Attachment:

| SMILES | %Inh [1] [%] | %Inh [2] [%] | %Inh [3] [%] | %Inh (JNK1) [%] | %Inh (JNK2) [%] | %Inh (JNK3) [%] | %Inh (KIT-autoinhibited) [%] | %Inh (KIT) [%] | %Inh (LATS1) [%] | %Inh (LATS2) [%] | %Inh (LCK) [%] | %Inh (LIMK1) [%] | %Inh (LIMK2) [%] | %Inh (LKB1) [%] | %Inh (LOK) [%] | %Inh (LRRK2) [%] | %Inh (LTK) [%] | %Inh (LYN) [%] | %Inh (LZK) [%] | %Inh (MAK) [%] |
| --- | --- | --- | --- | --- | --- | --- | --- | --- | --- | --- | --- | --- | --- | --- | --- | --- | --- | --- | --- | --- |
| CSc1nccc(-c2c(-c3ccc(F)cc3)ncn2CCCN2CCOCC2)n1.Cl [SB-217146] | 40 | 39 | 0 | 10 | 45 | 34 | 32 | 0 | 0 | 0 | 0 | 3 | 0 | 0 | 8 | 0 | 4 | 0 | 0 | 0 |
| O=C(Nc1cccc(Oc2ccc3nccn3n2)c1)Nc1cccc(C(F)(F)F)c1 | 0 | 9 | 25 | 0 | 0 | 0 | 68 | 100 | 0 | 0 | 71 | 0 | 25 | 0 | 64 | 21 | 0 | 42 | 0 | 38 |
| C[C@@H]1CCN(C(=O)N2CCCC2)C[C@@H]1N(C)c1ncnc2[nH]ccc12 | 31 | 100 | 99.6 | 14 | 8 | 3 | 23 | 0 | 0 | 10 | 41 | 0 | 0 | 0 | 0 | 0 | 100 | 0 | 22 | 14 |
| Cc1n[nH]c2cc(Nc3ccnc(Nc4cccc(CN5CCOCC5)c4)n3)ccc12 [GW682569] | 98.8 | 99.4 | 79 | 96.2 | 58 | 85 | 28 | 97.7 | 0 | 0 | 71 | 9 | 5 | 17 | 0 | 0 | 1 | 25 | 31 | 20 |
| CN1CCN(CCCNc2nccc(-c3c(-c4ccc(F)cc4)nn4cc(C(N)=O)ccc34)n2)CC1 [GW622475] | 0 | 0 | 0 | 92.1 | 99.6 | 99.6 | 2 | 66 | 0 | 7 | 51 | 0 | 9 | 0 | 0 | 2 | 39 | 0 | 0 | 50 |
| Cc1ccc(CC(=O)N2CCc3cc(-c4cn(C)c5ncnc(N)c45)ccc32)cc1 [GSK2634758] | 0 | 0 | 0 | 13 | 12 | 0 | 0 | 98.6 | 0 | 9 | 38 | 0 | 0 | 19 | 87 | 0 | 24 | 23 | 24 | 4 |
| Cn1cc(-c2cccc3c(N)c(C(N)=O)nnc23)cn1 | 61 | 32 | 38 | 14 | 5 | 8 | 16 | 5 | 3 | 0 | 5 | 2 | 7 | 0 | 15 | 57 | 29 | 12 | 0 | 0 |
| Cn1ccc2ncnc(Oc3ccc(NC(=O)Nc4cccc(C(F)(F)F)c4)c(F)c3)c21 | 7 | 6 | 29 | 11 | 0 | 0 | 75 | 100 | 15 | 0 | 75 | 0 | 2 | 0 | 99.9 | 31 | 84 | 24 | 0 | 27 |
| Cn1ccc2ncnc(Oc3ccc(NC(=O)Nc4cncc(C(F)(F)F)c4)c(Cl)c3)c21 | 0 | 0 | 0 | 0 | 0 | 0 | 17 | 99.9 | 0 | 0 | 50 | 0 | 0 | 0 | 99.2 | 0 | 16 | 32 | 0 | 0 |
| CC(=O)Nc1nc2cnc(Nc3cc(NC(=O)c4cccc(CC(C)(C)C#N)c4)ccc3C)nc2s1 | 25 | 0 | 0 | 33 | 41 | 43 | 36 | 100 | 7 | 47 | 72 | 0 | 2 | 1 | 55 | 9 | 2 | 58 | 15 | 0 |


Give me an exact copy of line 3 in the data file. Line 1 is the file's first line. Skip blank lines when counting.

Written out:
| CSc1nccc(-c2c(-c3ccc(F)cc3)ncn2CCCN2CCOCC2)n1.Cl [SB-217146] | 40 | 39 | 0 | 10 | 45 | 34 | 32 | 0 | 0 | 0 | 0 | 3 | 0 | 0 | 8 | 0 | 4 | 0 | 0 | 0 |